Time Zoned

Robert Wilson's First New York Premiere in 15 Years

Ask Robert Wilson if his latest creation, THE DAYS BEFORE, Death, Destruction, & Detroit III, is postmodern, and he laughs. Then the former Texan quips in a robust twang: "I don't even know what that word means. Today, everything's 'postmodern.' "

Maybe so. But with his painterly mise-en-scène, alienated actors, and dreamily fractured tableaux, Wilson has done more to usher in the postmodern on stage than any other living theater artist. His new piece opens July 7 as part of the Lincoln Center Festival.

"Naturalism is based on a lie," Wilson is fond of proclaiming. Still, he owes as much to the surrealists and absurdists as he does to postmodernism. In 1971, after seeing Deafman Glance, one of Wilson's first "plays" in Paris, the poet Louis Aragon, then in his seventies, wrote that it was "an extraordinary freedom machine." And after seeing Death, Destruction, & Detroit I at Peter Stein's Schaubuhne in 1979, Eugène Ionesco wrote that certain images in the play revealed how, in the late 20th century, we are already inside "the realization of menace." Absurdists and surrealists being in short supply in America, how-ever, Wilson has worked here infrequently.

"I've directed a play every year in Paris since 1979— people there have grown up looking at my work," the director says wistfully, recalling how, that same year, a series of productions of Death, Destruction, & Detroit I slated to be performed at the Metropolitan Opera had to be abandoned after he refused to back down on plans to insert lighting in the Met stage floor. THE DAYS BEFORE is the final part of this same trilogy and the first Wilson premiere to take place in New York in almost 15 years.

Compared to some of Wilson's earlier works, this new piece seems almost Chekhovian at first. After all, it runs a mere 200 minutes and uses only 13 actors and four dancers. (By contrast, Wilson's 1969 Life and Times of Joseph Stalin clocked in at 12 hours.) And instead of Philip Glass's minimalist music or Hans Peter Kuhn's stark sonic environments, Wilson has used the somber techno-pop of the Japanese composer Ryuichi Sakamoto.

Does this mean that our most famous theatrical exile is going mainstream? Certainly, Wilson is more interested in working in a wider array of theatrical vernaculars than he has been, especially in the U.S. Last year, his Lohengrin was produced at the Metropolitan Opera. In 1996, Lincoln Center staged his production of Gertrude Stein's Dr. Faustus Lights the Lights. And the director of CIVIL warS and Einstein on the Beach makes a point of saying that he has directed not just original avant-garde works, but also the more standard repertoire. "I just did Madame Butterfly," he says. "There was no abstraction there."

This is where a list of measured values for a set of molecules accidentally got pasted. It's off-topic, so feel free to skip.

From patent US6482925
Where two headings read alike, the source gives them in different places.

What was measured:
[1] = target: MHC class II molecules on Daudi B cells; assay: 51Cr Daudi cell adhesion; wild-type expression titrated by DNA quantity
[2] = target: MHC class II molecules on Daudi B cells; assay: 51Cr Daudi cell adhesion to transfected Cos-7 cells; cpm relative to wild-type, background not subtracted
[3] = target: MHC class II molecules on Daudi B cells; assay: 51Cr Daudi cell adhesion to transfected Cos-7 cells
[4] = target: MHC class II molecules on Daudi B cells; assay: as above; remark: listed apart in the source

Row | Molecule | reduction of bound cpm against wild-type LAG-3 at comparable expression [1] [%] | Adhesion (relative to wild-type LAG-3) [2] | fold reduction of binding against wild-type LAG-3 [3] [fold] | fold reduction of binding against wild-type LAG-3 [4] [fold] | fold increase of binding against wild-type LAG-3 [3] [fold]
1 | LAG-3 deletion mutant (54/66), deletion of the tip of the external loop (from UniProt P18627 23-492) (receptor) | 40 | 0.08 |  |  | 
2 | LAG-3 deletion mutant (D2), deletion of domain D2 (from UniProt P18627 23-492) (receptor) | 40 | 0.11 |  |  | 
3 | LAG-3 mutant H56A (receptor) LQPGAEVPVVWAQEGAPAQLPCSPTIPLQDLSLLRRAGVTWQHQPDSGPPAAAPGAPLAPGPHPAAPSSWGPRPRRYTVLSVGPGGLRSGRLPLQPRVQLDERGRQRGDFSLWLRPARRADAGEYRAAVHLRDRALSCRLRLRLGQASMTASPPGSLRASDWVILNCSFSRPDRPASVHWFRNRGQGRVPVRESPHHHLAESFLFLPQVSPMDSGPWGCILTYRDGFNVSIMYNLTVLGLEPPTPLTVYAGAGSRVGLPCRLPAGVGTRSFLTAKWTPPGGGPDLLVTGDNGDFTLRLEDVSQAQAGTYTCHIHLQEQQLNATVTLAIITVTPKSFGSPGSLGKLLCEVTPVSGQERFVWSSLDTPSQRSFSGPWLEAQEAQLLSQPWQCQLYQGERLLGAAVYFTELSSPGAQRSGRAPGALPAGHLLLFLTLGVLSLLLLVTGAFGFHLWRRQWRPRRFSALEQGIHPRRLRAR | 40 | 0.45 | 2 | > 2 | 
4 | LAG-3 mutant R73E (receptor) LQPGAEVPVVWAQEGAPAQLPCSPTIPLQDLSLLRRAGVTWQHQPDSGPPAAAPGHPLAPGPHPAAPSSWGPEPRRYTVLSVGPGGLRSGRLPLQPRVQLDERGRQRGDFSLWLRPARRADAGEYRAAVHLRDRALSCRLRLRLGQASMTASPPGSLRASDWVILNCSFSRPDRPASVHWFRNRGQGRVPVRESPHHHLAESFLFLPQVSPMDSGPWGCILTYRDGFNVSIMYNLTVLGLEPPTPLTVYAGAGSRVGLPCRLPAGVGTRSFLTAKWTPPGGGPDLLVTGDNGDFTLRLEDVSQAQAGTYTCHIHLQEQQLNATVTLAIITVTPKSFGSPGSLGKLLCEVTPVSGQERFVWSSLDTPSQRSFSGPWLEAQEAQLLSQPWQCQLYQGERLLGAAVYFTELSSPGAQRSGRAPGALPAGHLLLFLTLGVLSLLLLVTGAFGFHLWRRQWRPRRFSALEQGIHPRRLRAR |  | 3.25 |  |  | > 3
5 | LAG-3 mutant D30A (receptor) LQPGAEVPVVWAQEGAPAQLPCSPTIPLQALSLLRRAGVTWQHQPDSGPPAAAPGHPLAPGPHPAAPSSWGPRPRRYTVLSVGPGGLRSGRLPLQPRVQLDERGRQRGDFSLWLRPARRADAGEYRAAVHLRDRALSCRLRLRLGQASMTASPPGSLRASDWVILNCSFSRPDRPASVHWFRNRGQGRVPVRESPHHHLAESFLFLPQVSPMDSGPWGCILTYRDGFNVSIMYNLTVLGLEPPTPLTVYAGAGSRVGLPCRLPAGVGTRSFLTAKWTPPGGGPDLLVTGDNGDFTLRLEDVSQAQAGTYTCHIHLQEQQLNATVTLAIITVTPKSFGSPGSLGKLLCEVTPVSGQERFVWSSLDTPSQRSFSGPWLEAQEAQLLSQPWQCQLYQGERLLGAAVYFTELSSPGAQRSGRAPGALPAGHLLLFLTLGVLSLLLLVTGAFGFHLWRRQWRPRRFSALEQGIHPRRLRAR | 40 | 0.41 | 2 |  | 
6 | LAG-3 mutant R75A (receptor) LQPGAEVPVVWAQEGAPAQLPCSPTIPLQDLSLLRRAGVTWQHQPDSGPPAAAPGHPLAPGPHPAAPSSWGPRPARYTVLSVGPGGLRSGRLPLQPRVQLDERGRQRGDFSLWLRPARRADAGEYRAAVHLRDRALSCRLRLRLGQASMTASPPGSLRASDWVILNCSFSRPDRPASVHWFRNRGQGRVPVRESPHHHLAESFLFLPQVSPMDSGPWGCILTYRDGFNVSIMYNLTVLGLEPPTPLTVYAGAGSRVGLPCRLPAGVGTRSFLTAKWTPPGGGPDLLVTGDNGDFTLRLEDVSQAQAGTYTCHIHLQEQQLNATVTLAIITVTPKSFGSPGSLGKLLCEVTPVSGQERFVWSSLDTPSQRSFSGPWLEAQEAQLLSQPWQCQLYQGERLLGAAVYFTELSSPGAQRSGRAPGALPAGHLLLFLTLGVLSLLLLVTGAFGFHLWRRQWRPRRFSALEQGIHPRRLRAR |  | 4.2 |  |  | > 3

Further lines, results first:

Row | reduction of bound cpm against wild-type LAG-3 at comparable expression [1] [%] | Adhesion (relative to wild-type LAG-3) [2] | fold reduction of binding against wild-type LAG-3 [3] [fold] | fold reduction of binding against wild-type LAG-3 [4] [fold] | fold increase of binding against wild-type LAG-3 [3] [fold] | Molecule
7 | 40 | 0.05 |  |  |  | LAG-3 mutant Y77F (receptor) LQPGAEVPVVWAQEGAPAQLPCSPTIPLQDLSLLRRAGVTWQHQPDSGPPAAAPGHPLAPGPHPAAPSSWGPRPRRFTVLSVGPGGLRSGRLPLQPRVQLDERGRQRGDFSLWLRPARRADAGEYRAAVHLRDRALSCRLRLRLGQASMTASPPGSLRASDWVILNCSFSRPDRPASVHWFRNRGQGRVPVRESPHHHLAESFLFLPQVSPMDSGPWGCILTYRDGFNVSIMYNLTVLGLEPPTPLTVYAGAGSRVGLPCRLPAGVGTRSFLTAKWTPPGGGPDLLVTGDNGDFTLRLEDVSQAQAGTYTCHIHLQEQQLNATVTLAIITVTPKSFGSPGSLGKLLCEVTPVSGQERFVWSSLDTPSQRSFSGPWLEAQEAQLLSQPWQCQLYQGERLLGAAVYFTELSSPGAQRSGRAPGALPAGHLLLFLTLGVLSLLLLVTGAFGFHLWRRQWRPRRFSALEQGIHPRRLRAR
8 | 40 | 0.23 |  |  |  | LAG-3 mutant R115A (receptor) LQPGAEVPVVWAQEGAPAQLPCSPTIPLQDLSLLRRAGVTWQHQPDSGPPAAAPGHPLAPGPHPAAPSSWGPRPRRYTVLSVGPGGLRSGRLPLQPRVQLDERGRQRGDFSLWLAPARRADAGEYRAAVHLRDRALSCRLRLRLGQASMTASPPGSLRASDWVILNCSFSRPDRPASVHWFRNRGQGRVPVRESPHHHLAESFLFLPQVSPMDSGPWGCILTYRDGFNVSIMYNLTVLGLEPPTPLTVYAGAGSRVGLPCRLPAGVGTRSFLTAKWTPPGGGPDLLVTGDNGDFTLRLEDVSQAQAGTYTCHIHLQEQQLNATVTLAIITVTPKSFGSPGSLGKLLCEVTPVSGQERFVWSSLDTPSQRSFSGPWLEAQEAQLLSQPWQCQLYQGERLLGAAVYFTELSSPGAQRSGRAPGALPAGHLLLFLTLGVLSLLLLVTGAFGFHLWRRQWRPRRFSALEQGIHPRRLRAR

THE DAYS BEFORE's biography is fairly straightforward: Wilson began work on it three years ago, inspired by Umberto Eco's 1995 novel, The Island of the Day Before, which tells the story of Roberto della Griva, a 17th- century nobleman shipwrecked in the Pacific at the longitudinal point where, as Wilson puts it, "yesterday becomes today.

"Eco's novel takes a point in time when you see someone in the distance and you don't know if they're going forward or backward," says the director known for slowing down stage time.

And yet THE DAYS BEFORE is only based on Eco's 1995 novel in the way that Death, Destruction, & Detroit I was "about" the life of Nazi war criminal Rudolf Hess or Death, Destruction, & Detroit II— staged at the Schaubuhne in 1987— was "about" the life of Franz Kafka. None of the trilogy actually puts its subject on stage. Instead, these works refer and allude to them in a tapestry of eerie meditations and strange, stark scenes.

"I like to say that the first part of the tri- logy was about a man who refuses to die," Wilson notes, "The second was about a man who refuses to live." All three parts of the trilogy dramatize their alleged subjects' inner lives. Death, Destruction, & Detroit I "takes place" when Hess is incarcerated in Spandau Prison at the end of his life. But the play reverberates around Hess's mind, moving the audience from a Louis Quinze gallery to a Greyhound bus. THE DAYS BEFORE is about Roberto's spiritual journey; as his life slips away from him, his mind ignores spatial and temporal realities and carries him from a volcanic island to New Jersey in the spring.

Veering from Judgment Day scenes to natural disasters to the moment the Russian czar is exiled, THE DAYS BEFORE reflects on the world's end: the text weaves together apocalyptic visions from the poetry of Christopher Knowles, Wilson's longtime, autistic collaborator; the epilogue of Moby Dick; a scene from Bergman's The Seventh Seal; and an excerpt from The Catcher in the Rye. By collecting these opposing visions, THE DAYS BEFORElimns the essential doubleness of life, an enduring Wilson theme.

"Heaven doesn't exist without hell," Wilson says. "As long as we're crossing the millennium, we look to the past."

 
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